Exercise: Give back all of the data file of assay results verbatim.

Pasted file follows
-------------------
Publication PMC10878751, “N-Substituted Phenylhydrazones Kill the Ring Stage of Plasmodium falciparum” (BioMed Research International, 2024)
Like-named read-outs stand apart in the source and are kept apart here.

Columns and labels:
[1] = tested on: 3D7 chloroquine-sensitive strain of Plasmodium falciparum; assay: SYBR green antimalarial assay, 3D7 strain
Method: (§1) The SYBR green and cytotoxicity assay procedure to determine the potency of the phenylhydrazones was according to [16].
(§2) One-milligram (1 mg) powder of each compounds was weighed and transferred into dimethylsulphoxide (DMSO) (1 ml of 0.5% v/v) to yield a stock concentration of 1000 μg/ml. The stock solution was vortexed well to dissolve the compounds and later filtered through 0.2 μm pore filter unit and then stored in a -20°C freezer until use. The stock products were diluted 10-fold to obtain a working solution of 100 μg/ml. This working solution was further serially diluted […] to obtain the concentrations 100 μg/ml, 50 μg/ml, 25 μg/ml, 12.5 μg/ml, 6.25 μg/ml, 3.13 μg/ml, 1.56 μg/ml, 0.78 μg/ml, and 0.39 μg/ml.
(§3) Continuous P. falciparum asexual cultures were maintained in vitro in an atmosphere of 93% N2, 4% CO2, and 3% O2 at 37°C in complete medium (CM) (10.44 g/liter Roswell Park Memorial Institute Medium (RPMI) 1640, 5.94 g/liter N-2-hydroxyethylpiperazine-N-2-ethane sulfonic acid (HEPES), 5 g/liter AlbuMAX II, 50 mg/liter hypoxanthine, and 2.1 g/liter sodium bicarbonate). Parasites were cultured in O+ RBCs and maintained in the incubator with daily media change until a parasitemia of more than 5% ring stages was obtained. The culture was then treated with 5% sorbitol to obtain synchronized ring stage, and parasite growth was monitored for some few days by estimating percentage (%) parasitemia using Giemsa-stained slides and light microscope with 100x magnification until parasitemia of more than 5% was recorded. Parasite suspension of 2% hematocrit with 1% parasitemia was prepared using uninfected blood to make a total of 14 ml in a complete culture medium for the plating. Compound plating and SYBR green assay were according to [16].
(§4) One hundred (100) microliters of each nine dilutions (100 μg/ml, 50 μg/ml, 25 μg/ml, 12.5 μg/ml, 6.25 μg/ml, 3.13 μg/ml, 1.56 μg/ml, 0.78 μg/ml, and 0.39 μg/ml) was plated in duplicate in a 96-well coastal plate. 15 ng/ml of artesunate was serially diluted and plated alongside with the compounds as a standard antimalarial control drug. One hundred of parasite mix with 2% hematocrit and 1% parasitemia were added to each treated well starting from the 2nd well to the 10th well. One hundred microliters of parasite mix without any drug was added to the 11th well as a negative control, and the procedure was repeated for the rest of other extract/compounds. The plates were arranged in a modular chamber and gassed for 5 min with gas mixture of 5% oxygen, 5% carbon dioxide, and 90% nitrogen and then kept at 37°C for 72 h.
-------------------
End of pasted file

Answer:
Publication PMC10878751, “N-Substituted Phenylhydrazones Kill the Ring Stage of Plasmodium falciparum” (BioMed Research International, 2024)
Like-named read-outs stand apart in the source and are kept apart here.

Columns and labels:
[1] = tested on: 3D7 chloroquine-sensitive strain of Plasmodium falciparum; assay: SYBR green antimalarial assay, 3D7 strain
Method: (§1) The SYBR green and cytotoxicity assay procedure to determine the potency of the phenylhydrazones was according to [16].
(§2) One-milligram (1 mg) powder of each compounds was weighed and transferred into dimethylsulphoxide (DMSO) (1 ml of 0.5% v/v) to yield a stock concentration of 1000 μg/ml. The stock solution was vortexed well to dissolve the compounds and later filtered through 0.2 μm pore filter unit and then stored in a -20°C freezer until use. The stock products were diluted 10-fold to obtain a working solution of 100 μg/ml. This working solution was further serially diluted […] to obtain the concentrations 100 μg/ml, 50 μg/ml, 25 μg/ml, 12.5 μg/ml, 6.25 μg/ml, 3.13 μg/ml, 1.56 μg/ml, 0.78 μg/ml, and 0.39 μg/ml.
(§3) Continuous P. falciparum asexual cultures were maintained in vitro in an atmosphere of 93% N2, 4% CO2, and 3% O2 at 37°C in complete medium (CM) (10.44 g/liter Roswell Park Memorial Institute Medium (RPMI) 1640, 5.94 g/liter N-2-hydroxyethylpiperazine-N-2-ethane sulfonic acid (HEPES), 5 g/liter AlbuMAX II, 50 mg/liter hypoxanthine, and 2.1 g/liter sodium bicarbonate). Parasites were cultured in O+ RBCs and maintained in the incubator with daily media change until a parasitemia of more than 5% ring stages was obtained. The culture was then treated with 5% sorbitol to obtain synchronized ring stage, and parasite growth was monitored for some few days by estimating percentage (%) parasitemia using Giemsa-stained slides and light microscope with 100x magnification until parasitemia of more than 5% was recorded. Parasite suspension of 2% hematocrit with 1% parasitemia was prepared using uninfected blood to make a total of 14 ml in a complete culture medium for the plating. Compound plating and SYBR green assay were according to [16].
(§4) One hundred (100) microliters of each nine dilutions (100 μg/ml, 50 μg/ml, 25 μg/ml, 12.5 μg/ml, 6.25 μg/ml, 3.13 μg/ml, 1.56 μg/ml, 0.78 μg/ml, and 0.39 μg/ml) was plated in duplicate in a 96-well coastal plate. 15 ng/ml of artesunate was serially diluted and plated alongside with the compounds as a standard antimalarial control drug. One hundred of parasite mix with 2% hematocrit and 1% parasitemia were added to each treated well starting from the 2nd well to the 10th well. One hundred microliters of parasite mix without any drug was added to the 11th well as a negative control, and the procedure was repeated for the rest of other extract/compounds. The plates were arranged in a modular chamber and gassed for 5 min with gas mixture of 5% oxygen, 5% carbon dioxide, and 90% nitrogen and then kept at 37°C for 72 h.